Nobody can make this stuff up! It’s way too complicated for anyone to figure out. And yet here are the Holy Scriptures foretelling the arrival of the Messiah in Jerusalem hundreds of years before it happens.

Have you found this year’s journey to be boring? Has it gotten tedious? Please realize that these pages we read everyday are trustworthy and the very source of our faith and practice and they can be trusted. And along the way we find nuggets of cosmic truth that make the gospel more of a reality in our lives. Keep reading my friends! Keep reading.

 

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2 Kings 13-14; 2 Chronicles 25; Psalms 53; Matthew 12

“Amaziah was twenty-five years old when he became king, and he reigned twenty-nine years in Jerusalem. His mother’s name was Jehoaddan of Jerusalem. And he did what was right in the sight of the Lord, but not with a loyal heart.” 2 Chronicles 25:1&2 NKJV

Amaziah did what was right, but his heart wasn’t in it. It makes me stop and think about my motives. The times when my heart wasn’t all in.  It may be easy to fake on the outside, but I can’t fool God.  Eventually the ugliness will seep out when I am not surrendering to him every day.

A word that I didn’t mean to say and can’t take back.

Yelling at my kids.

Thinking angry thoughts.

Jeslousy, envy, bitterness…to name a few.

“Either make the tree good and its fruit, or else make the tree bad and its fruit bad; for a tree is known by its fruit. Brood of vipers! How can you, being evil, speak good things? For out of the abundance of the heart the mouth speaks. A good man out of the good treasure of his heart brings forth good things, and an evil man out of the evil of the evil treasure brings forth evil things. But I say to you that for every idle word men may speak, they will give account of it in the day of judgment. For by your words you will be justified, and by your words you will be condemned.” Matthew 12:33-36 NKJV

I have prayed for changed hearts and have seen him answer. But, sometimes he is trying to change mine.

“The fool has said in his heart, “There is no God.” They are corrupt, and have done abominable iniquity; There is none who does good. God looks down from heaven upon the children of men, To see if there are any who understand, who seek God.” Psalms 53:1&2 NKJV

Dear Father, I rely on the power of the Holy Spirit to change me from the inside out.  Give me eyes to see others with a heart like yours. Amen.

Amy(amyctanner)

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2 Kings 2-3; Psalm 48; Matthew 4

The view outside of my front window is of one large shade garden. There are several gardens in our yard, and most of them now are dominated by weeds. Last year, losses and crises took my attention from home to urgent issues. And this year, I’ve had to examine areas of my life and focus small first to nurture things that have been neglected–the garden is certainly symbolic of that.

This morning, I head out to the big garden with gloves and clippers to try to take back what two growing seasons have taken over. I read in 2 Kings 3 of armies in the wilderness: “The king of Edom and his troops joined them, and all three armies traveled along a roundabout route through the wilderness for seven days. But there was no water for the men or their animals (2 Kings 3:9, NLT).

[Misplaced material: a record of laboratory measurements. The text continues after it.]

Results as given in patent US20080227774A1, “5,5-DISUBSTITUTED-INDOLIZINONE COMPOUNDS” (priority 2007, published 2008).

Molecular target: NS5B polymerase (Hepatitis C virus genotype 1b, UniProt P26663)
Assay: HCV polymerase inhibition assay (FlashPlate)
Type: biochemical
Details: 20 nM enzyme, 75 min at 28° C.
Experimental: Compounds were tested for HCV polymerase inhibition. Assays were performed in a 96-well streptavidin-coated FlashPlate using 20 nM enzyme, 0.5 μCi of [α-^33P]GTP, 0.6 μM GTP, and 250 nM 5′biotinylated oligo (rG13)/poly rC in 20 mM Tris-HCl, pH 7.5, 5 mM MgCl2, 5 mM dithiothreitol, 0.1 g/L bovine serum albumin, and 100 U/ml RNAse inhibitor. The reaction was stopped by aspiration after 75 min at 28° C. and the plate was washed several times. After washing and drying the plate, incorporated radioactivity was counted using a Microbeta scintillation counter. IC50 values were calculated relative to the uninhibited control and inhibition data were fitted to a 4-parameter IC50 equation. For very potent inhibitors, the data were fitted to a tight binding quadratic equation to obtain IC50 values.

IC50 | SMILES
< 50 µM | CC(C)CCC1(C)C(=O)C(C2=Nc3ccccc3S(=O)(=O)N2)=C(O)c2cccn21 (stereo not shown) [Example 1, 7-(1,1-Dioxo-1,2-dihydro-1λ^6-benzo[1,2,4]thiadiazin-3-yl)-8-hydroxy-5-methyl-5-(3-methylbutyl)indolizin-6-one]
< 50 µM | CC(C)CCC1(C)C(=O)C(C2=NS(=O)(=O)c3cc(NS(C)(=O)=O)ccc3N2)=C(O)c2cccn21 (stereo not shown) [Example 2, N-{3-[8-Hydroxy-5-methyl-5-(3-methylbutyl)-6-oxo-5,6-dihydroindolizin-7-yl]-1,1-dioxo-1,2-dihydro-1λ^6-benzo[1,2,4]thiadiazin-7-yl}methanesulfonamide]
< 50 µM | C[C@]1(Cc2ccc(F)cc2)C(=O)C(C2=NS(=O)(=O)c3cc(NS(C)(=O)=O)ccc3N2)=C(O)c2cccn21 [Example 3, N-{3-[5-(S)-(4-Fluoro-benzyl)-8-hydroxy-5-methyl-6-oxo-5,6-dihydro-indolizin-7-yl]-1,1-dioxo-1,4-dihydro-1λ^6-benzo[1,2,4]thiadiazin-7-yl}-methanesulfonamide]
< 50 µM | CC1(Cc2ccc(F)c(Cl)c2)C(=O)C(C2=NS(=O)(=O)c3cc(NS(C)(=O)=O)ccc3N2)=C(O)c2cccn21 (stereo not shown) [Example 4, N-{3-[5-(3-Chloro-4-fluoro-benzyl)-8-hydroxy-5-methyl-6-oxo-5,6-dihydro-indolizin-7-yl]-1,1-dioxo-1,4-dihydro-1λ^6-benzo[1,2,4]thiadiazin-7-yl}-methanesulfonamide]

They called on Elisha who explained, “This is what the Lord says: This dry valley will be filled with pools of water! 17 You will see neither wind nor rain, says the Lord, but this valley will be filled with water. You will have plenty for yourselves and your cattle and other animals. 18 But this is only a simple thing for the Lord, for he will make you victorious over the army of Moab! 19 You will conquer the best of their towns, even the fortified ones. You will cut down all their good trees, stop up all their springs, and ruin all their good land with stones.”

20 The next day at about the time when the morning sacrifice was offered, water suddenly appeared! It was flowing from the direction of Edom, and soon there was water everywhere (2 Kings 3:16-20, NLT).

In Matthew, Jesus is tempted by Satan–to satisfy himself, to prove himself, to exalt himself. Jesus responds to each offer with scripture. I think on this now, because whether it’s temptation (to take things into my own hands, to prove myself, to be in charge) or accusation, an enemy’s motives always reveal an intention to kill, steal, or destroy. It could be the unseen things like peace or faith, or it could be very visible–relationships, possessions, jobs … even gardens.

Dawn breaks. I won’t get to all the garden spaces today, but I ready myself to tackle both the unseen and the visible. I think long on scriptures I know that tell of who God is, and remind me of who I am because of Him, in Him.

13 Take note of the fortified walls,
    and tour all the citadels,
that you may describe them
    to future generations.
14 For that is what God is like.
    He is our God forever and ever,
    and he will guide us until we die. (Psalm 48:13-14, NLT)

Lord, an enemy is bent on stealing and destroying–and already so much is wounded or broken by lies, grief, evil. When I look at the destruction, I linger in the loss and am weak. Lord, I look to you, to what you can do, to the valley you will fill with water.